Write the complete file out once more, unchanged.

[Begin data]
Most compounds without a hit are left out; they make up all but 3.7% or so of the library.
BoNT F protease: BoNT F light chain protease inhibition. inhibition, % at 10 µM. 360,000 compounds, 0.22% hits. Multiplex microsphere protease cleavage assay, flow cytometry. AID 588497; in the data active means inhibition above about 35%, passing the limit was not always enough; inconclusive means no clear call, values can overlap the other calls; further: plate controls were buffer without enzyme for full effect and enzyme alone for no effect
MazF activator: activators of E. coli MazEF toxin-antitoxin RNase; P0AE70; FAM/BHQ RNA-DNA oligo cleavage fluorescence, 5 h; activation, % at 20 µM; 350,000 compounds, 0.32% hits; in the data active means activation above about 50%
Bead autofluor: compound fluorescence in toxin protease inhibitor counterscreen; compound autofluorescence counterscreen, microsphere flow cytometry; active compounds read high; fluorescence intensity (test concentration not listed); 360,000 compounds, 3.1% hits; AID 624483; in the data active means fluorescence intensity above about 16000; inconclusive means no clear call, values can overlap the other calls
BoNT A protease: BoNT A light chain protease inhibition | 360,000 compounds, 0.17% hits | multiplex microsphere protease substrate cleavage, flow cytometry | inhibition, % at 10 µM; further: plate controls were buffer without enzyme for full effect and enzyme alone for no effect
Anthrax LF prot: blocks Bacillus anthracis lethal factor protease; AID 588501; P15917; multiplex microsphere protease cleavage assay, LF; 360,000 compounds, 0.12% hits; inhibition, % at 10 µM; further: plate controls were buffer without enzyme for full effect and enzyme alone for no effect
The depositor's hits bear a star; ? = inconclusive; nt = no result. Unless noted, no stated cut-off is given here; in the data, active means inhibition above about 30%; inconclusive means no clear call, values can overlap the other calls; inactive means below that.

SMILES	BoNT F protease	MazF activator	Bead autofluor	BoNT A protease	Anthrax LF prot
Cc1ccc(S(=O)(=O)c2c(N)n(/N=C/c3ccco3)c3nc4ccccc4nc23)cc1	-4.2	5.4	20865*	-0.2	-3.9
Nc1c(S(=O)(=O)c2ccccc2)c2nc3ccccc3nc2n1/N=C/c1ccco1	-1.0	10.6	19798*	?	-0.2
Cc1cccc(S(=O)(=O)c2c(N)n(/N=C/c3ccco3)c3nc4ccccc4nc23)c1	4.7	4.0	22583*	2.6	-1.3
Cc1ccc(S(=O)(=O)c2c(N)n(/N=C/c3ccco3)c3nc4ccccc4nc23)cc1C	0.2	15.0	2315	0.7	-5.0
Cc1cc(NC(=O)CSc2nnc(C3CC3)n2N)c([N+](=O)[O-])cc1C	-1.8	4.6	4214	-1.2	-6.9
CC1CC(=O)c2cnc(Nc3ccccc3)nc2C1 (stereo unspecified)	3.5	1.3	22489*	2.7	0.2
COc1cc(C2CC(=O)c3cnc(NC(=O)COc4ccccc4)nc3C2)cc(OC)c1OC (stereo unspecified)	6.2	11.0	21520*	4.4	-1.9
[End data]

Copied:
Most compounds without a hit are left out; they make up all but 3.7% or so of the library.
BoNT F protease: BoNT F light chain protease inhibition. inhibition, % at 10 µM. 360,000 compounds, 0.22% hits. Multiplex microsphere protease cleavage assay, flow cytometry. AID 588497; in the data active means inhibition above about 35%, passing the limit was not always enough; inconclusive means no clear call, values can overlap the other calls; further: plate controls were buffer without enzyme for full effect and enzyme alone for no effect
MazF activator: activators of E. coli MazEF toxin-antitoxin RNase; P0AE70; FAM/BHQ RNA-DNA oligo cleavage fluorescence, 5 h; activation, % at 20 µM; 350,000 compounds, 0.32% hits; in the data active means activation above about 50%
Bead autofluor: compound fluorescence in toxin protease inhibitor counterscreen; compound autofluorescence counterscreen, microsphere flow cytometry; active compounds read high; fluorescence intensity (test concentration not listed); 360,000 compounds, 3.1% hits; AID 624483; in the data active means fluorescence intensity above about 16000; inconclusive means no clear call, values can overlap the other calls
BoNT A protease: BoNT A light chain protease inhibition | 360,000 compounds, 0.17% hits | multiplex microsphere protease substrate cleavage, flow cytometry | inhibition, % at 10 µM; further: plate controls were buffer without enzyme for full effect and enzyme alone for no effect
Anthrax LF prot: blocks Bacillus anthracis lethal factor protease; AID 588501; P15917; multiplex microsphere protease cleavage assay, LF; 360,000 compounds, 0.12% hits; inhibition, % at 10 µM; further: plate controls were buffer without enzyme for full effect and enzyme alone for no effect
The depositor's hits bear a star; ? = inconclusive; nt = no result. Unless noted, no stated cut-off is given here; in the data, active means inhibition above about 30%; inconclusive means no clear call, values can overlap the other calls; inactive means below that.

SMILES	BoNT F protease	MazF activator	Bead autofluor	BoNT A protease	Anthrax LF prot
Cc1ccc(S(=O)(=O)c2c(N)n(/N=C/c3ccco3)c3nc4ccccc4nc23)cc1	-4.2	5.4	20865*	-0.2	-3.9
Nc1c(S(=O)(=O)c2ccccc2)c2nc3ccccc3nc2n1/N=C/c1ccco1	-1.0	10.6	19798*	?	-0.2
Cc1cccc(S(=O)(=O)c2c(N)n(/N=C/c3ccco3)c3nc4ccccc4nc23)c1	4.7	4.0	22583*	2.6	-1.3
Cc1ccc(S(=O)(=O)c2c(N)n(/N=C/c3ccco3)c3nc4ccccc4nc23)cc1C	0.2	15.0	2315	0.7	-5.0
Cc1cc(NC(=O)CSc2nnc(C3CC3)n2N)c([N+](=O)[O-])cc1C	-1.8	4.6	4214	-1.2	-6.9
CC1CC(=O)c2cnc(Nc3ccccc3)nc2C1 (stereo unspecified)	3.5	1.3	22489*	2.7	0.2
COc1cc(C2CC(=O)c3cnc(NC(=O)COc4ccccc4)nc3C2)cc(OC)c1OC (stereo unspecified)	6.2	11.0	21520*	4.4	-1.9